Donald Trump managed to win the White House on a wave of popular support for his business reform plans. He wanted to take America back for the people and make it easier to do business. Since taking office, he’s promised to get income and corporate taxes down to their lowest levels in a generation, and he’s planning a massive repeal of regulations of some 75 percent, perhaps more.
There’s a reason he’s doing this of course: America is no longer the number one destination for business investment. In fact, since 2006 – the last time it was the best place in the world to start up – it’s slid to number 23, behind sclerotic economies like Italy. No wonder the US was doing so bad.
The question for small businesses is, as always, where should they set up and which countries offer the highest return? Here are some of the top countries in the world, as measured by the favorability of their business environments.
New Zealand wasn’t always the place you went if you wanted to be an entrepreneur. Back in the 1970s, the socialists were well and truly in charge, and they sucked the life out of the economy. The entire country ended up as one giant, ossified mess, and nobody it seemed, could make any money. After a while, the New Zealanders saw the error of their ways and freed up their economy from the burden of red tape and petty local government action. In response, the country grew rapidly, quickly eclipsing its larger neighbor, Australia, in terms of GDP per capita. In 2016, the economy was growing at 3.6 percent per year, well above the target for the US, even with Trump’s new policies taken into account.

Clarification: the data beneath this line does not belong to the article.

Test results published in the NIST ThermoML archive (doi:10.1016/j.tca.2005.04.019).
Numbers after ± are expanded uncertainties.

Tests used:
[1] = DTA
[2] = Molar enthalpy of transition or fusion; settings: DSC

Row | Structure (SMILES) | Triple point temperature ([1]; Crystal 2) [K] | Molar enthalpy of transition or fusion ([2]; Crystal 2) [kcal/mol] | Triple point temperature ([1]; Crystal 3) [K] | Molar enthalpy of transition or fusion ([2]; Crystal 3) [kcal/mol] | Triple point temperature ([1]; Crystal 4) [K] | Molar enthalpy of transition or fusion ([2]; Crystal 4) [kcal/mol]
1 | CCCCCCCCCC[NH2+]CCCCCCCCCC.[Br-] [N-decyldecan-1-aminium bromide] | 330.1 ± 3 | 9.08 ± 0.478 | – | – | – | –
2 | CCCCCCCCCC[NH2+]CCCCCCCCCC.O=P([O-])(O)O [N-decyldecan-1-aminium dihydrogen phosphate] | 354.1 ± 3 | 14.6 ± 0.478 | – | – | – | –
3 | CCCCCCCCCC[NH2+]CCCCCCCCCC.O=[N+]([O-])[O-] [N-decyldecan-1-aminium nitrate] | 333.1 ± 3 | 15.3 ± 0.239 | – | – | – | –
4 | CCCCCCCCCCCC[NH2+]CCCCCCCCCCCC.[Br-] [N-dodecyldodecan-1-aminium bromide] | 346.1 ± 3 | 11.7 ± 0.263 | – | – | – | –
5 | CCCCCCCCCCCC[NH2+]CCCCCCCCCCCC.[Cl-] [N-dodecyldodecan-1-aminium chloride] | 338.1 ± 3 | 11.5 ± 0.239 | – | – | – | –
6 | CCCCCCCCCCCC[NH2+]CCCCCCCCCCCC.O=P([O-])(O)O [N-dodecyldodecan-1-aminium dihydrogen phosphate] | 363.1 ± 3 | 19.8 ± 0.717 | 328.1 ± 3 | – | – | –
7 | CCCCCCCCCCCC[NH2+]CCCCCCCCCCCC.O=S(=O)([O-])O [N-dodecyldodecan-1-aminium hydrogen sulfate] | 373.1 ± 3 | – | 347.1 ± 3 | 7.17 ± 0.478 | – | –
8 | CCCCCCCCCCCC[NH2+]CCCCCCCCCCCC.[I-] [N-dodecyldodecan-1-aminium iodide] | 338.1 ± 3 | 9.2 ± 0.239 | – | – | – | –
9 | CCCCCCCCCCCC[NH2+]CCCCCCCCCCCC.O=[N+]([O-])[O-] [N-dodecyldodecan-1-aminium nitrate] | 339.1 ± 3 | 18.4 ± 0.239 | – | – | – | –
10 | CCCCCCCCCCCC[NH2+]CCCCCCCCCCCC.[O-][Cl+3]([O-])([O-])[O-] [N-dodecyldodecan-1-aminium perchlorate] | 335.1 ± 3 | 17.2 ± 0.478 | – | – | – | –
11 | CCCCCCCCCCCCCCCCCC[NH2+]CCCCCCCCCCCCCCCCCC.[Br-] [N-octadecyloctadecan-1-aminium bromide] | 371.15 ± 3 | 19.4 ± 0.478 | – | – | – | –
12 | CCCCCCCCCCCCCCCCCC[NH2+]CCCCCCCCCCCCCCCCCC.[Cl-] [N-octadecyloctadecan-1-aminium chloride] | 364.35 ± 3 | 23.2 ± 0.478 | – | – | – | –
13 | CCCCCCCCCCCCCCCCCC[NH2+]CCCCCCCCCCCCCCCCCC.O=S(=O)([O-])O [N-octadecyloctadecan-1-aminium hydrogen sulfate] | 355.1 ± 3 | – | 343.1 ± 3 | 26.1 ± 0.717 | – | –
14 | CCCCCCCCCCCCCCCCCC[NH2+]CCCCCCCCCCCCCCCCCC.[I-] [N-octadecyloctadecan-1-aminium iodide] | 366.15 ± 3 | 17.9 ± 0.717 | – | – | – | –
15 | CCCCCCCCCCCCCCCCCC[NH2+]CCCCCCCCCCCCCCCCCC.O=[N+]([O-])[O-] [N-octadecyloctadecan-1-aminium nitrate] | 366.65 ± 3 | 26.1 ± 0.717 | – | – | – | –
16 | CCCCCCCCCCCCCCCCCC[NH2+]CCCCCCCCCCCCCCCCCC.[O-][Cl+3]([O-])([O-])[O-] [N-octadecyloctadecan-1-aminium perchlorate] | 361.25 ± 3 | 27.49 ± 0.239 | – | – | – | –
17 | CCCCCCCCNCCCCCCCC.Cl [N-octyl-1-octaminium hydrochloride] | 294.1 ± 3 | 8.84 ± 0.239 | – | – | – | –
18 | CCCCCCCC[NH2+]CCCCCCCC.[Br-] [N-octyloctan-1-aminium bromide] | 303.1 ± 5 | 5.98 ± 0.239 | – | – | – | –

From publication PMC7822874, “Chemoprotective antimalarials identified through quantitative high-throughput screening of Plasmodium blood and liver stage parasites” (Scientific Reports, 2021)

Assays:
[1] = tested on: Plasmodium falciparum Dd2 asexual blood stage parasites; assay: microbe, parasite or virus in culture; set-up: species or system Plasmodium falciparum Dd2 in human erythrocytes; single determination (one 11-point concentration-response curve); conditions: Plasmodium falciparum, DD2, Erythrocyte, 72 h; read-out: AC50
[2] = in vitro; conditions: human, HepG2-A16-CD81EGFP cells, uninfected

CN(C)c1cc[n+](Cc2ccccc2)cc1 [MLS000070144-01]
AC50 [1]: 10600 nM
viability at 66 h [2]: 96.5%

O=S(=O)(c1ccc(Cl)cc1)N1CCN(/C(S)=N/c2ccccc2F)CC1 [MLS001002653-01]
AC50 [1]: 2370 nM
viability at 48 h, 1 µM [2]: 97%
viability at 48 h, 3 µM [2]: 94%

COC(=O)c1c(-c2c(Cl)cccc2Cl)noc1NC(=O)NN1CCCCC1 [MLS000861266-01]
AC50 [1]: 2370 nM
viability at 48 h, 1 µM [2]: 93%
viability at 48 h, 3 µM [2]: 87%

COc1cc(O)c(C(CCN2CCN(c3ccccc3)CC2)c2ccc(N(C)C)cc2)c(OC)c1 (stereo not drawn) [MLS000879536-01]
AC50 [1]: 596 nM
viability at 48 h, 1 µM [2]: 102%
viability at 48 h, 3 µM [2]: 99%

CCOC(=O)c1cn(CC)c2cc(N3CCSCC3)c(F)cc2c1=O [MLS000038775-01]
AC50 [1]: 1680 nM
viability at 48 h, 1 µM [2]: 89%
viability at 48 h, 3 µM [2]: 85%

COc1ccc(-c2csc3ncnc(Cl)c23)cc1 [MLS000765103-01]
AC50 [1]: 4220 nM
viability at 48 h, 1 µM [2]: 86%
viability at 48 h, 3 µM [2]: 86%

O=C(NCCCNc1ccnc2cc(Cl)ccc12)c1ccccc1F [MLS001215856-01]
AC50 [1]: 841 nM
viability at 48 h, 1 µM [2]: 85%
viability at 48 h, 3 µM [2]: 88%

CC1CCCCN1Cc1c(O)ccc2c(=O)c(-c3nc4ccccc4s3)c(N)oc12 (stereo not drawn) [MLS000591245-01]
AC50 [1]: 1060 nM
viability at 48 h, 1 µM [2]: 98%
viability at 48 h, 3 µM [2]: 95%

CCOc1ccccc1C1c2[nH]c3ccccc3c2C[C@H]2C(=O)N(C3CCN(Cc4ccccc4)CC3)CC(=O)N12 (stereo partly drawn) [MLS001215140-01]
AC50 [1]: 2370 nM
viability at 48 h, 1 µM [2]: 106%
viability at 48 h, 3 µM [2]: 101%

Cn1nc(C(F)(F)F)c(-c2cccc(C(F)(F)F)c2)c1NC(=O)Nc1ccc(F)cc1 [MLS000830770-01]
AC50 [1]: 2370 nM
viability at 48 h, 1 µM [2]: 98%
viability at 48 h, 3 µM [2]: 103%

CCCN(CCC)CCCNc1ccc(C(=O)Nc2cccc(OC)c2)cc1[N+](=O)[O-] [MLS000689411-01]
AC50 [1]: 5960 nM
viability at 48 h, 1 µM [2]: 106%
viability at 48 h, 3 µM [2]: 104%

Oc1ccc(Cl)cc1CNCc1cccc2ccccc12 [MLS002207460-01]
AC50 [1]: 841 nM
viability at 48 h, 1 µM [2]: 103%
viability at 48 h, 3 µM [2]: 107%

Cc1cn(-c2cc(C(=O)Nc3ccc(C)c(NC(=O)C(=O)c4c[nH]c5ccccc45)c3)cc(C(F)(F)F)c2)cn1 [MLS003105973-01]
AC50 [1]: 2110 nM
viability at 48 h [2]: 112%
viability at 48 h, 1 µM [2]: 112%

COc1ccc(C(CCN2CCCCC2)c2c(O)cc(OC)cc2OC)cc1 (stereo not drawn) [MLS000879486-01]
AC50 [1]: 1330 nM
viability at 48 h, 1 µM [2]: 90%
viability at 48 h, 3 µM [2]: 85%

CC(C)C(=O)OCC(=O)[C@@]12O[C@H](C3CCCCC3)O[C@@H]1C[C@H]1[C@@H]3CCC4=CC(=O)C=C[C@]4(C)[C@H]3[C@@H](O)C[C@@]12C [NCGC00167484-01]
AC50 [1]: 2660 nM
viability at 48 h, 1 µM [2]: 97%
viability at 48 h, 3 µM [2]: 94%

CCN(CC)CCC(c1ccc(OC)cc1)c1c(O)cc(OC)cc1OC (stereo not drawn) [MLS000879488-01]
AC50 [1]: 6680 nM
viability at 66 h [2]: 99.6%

Another country that investment firms, like Colbeck, will have their eyes on in the future is Sweden. According to Forbes, Sweden is also realising the error of its ways and looking at measures which will increase participation in the labor force. Until recently, Sweden had one of the most generous welfare systems in the world, and this welfare system meant that the cost of not having a job was pretty low. As a result, low-level jobs often remained vacant because it simply wasn’t worth taking them for the wages on offer, and prices in places like hotels and restaurants went through the roof, because of labour costs.
That’s all now changing. The country has slashed the amount it pays in welfare and disability benefits, and as a result, it’s been able to lower taxes, encouraging more employment, more innovation, and more companies to start up. The economy grew to an impressive $423 billion in 2016, up by more than 4.2 percent in one year, making the country one of the hottest places to invest in the whole of Europe.
Forbes identified other countries: Ireland, Britain and Hong Kong as rounding out the top five best places in the world to do business thanks to their strong property rights, high rates of capital investment, low taxes, and developed tech infrastructure.